In the talk I will review some of my works on Epipolar Geometry Estimation. I will start with the BEEM algorithm which puts RANSAC within the general framework of search/optimization methods. Suggestions for the various components of the algorithm will be given.
In the second part of the talk I will present our recent work on matching images of extremely difficult image pairs for which general purpose algorithms usually fail. Two types of such cases are urban scenes with repetitive structures (e.g., windows) and scenes with extremely wide baselines.
Instead of suggesting a new improved general purpose algorithm, we propose a deterministic pre-processing algorithm, whose output is a set of putative matches and prior probabilities. This data can be given as input to most state-of-the-art epipolar geometry estimation algorithms, improving their results considerably.
The algorithm was tested on three state-of-the-art epipolar geometry estimation algorithms (BEEM,BLOGS and USAC) yielding much better results than the original algorithms. This was shown in extensive testing performed on almost 900 image pairs from six publicly available datasets.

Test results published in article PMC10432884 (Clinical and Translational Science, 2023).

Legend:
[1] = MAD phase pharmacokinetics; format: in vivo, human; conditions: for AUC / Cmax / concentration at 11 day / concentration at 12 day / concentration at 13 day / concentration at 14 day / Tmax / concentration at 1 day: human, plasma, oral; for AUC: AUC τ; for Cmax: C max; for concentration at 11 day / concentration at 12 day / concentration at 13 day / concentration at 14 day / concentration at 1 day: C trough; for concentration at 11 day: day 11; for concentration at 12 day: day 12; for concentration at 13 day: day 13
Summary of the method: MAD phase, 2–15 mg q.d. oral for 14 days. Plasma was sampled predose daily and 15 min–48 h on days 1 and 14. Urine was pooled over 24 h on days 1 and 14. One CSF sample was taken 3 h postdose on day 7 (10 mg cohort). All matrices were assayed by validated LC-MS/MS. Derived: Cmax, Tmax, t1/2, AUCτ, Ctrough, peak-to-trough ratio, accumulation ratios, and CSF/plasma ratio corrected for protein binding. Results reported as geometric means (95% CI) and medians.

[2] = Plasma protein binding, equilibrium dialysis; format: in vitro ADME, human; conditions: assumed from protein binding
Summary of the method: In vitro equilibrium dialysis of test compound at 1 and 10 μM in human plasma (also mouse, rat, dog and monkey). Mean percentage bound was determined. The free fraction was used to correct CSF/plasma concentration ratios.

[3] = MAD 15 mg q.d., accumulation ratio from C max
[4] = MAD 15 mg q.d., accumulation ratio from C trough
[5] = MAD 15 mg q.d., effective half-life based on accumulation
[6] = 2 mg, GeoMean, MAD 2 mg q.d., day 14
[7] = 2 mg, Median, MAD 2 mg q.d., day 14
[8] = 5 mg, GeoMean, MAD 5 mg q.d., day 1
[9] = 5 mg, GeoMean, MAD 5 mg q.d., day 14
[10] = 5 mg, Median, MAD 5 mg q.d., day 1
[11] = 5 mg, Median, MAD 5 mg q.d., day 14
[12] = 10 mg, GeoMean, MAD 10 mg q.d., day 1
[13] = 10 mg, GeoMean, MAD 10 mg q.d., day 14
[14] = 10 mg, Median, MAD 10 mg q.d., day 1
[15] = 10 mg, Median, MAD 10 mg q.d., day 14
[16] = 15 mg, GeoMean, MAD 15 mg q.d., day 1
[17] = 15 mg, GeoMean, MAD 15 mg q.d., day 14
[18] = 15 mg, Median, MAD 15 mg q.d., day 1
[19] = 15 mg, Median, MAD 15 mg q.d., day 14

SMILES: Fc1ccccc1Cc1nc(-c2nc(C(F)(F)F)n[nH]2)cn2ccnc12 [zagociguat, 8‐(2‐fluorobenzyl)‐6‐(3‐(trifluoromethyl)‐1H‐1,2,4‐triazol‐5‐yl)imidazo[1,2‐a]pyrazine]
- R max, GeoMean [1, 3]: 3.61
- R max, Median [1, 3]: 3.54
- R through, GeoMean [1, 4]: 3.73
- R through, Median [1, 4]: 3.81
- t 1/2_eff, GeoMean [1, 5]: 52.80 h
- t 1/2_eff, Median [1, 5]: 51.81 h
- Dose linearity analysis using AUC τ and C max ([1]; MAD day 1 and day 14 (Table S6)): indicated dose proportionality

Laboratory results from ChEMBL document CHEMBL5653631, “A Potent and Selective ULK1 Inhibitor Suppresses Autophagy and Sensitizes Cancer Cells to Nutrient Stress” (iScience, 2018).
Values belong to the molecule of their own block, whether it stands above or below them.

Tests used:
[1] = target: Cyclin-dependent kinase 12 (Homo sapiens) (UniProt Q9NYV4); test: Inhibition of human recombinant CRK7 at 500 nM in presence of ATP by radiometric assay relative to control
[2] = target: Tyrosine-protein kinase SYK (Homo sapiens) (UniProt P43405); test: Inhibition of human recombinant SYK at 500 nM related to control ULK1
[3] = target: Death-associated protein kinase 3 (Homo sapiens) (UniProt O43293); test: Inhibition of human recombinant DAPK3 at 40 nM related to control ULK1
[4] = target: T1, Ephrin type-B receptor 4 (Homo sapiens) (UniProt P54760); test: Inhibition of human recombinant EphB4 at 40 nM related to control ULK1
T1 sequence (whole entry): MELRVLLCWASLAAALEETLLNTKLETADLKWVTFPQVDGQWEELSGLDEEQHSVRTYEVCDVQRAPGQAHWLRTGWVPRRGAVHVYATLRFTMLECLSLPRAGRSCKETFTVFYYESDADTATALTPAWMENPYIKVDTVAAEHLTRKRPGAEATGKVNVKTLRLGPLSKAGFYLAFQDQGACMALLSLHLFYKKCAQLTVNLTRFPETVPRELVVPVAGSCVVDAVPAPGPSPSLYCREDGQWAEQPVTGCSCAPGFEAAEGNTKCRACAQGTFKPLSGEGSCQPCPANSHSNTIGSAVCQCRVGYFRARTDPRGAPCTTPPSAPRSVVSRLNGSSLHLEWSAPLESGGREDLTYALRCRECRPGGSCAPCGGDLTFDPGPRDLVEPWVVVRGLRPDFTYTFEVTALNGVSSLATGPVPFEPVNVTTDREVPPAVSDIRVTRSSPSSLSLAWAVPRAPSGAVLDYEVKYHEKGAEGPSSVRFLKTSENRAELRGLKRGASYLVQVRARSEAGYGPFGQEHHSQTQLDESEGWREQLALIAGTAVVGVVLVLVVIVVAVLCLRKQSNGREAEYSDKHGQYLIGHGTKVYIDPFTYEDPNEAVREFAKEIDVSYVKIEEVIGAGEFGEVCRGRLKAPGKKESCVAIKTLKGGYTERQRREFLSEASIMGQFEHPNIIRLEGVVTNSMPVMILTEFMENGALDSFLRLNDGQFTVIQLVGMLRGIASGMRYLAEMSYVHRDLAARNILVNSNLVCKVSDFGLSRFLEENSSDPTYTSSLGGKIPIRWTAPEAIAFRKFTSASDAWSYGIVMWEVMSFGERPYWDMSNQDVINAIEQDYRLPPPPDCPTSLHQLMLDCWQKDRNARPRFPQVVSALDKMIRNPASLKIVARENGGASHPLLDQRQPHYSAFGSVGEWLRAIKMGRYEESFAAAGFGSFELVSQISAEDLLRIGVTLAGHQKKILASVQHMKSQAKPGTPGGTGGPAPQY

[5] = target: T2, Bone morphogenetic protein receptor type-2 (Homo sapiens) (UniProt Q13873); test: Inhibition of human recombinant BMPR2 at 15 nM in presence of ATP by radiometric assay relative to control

Finally we will describe our new algorithm on Epipolar Geometry Estimation Using Noisy Pose Priors. Smartphones are equipped with sensors which are able to estimate the internal and external calibration parameters of the images they take. It is therefore natural to study how these parameters can be used for Epipolar geometry estimation. The main challenge is that these parameters are quite noisy and therefore naïve methods cannot be used.
We introduce SOREPP, a novel estimation algorithm designed to exploit pose priors naturally. It sparsely samples the pose space around the measured pose and for a few promising candidates applies a robust optimization procedure. It uses all the putative correspondences simultaneously, even though many of them are outliers, yielding a very efficient algorithm whose runtime is independent of the inlier fractions. SOREPP was extensively tested on hundreds of real image pairs taken by a smartphone. Its ability to handle challenging scenarios with extremely low inlier fractions of less than 10% was demonstrated.